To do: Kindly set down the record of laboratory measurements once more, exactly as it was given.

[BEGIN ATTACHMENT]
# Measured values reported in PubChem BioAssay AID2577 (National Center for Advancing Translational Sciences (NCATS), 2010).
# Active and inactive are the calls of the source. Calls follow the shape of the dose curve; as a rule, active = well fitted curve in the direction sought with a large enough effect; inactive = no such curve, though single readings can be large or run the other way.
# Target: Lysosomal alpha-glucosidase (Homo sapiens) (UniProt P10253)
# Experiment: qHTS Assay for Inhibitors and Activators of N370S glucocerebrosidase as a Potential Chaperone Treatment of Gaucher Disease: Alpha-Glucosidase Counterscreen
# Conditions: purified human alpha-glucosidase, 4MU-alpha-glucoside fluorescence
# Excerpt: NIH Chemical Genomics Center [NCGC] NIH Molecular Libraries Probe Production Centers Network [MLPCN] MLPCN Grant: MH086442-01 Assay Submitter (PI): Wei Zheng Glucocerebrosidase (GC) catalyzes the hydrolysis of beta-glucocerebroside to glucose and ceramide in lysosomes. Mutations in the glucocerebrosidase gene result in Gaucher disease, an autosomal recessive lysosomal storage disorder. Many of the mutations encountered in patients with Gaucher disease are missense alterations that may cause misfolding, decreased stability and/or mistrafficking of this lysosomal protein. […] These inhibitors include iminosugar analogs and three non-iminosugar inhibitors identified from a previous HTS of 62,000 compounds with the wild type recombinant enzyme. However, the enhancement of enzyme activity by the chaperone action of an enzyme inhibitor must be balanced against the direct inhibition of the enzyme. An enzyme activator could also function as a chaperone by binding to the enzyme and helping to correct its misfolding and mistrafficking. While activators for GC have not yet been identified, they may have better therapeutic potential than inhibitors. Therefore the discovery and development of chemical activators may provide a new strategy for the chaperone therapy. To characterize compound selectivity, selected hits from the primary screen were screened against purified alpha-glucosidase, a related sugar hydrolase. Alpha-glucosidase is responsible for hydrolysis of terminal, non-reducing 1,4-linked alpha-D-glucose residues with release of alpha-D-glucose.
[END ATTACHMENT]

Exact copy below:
# Measured values reported in PubChem BioAssay AID2577 (National Center for Advancing Translational Sciences (NCATS), 2010).
# Active and inactive are the calls of the source. Calls follow the shape of the dose curve; as a rule, active = well fitted curve in the direction sought with a large enough effect; inactive = no such curve, though single readings can be large or run the other way.
# Target: Lysosomal alpha-glucosidase (Homo sapiens) (UniProt P10253)
# Experiment: qHTS Assay for Inhibitors and Activators of N370S glucocerebrosidase as a Potential Chaperone Treatment of Gaucher Disease: Alpha-Glucosidase Counterscreen
# Conditions: purified human alpha-glucosidase, 4MU-alpha-glucoside fluorescence
# Excerpt: NIH Chemical Genomics Center [NCGC] NIH Molecular Libraries Probe Production Centers Network [MLPCN] MLPCN Grant: MH086442-01 Assay Submitter (PI): Wei Zheng Glucocerebrosidase (GC) catalyzes the hydrolysis of beta-glucocerebroside to glucose and ceramide in lysosomes. Mutations in the glucocerebrosidase gene result in Gaucher disease, an autosomal recessive lysosomal storage disorder. Many of the mutations encountered in patients with Gaucher disease are missense alterations that may cause misfolding, decreased stability and/or mistrafficking of this lysosomal protein. […] These inhibitors include iminosugar analogs and three non-iminosugar inhibitors identified from a previous HTS of 62,000 compounds with the wild type recombinant enzyme. However, the enhancement of enzyme activity by the chaperone action of an enzyme inhibitor must be balanced against the direct inhibition of the enzyme. An enzyme activator could also function as a chaperone by binding to the enzyme and helping to correct its misfolding and mistrafficking. While activators for GC have not yet been identified, they may have better therapeutic potential than inhibitors. Therefore the discovery and development of chemical activators may provide a new strategy for the chaperone therapy. To characterize compound selectivity, selected hits from the primary screen were screened against purified alpha-glucosidase, a related sugar hydrolase. Alpha-glucosidase is responsible for hydrolysis of terminal, non-reducing 1,4-linked alpha-D-glucose residues with release of alpha-D-glucose.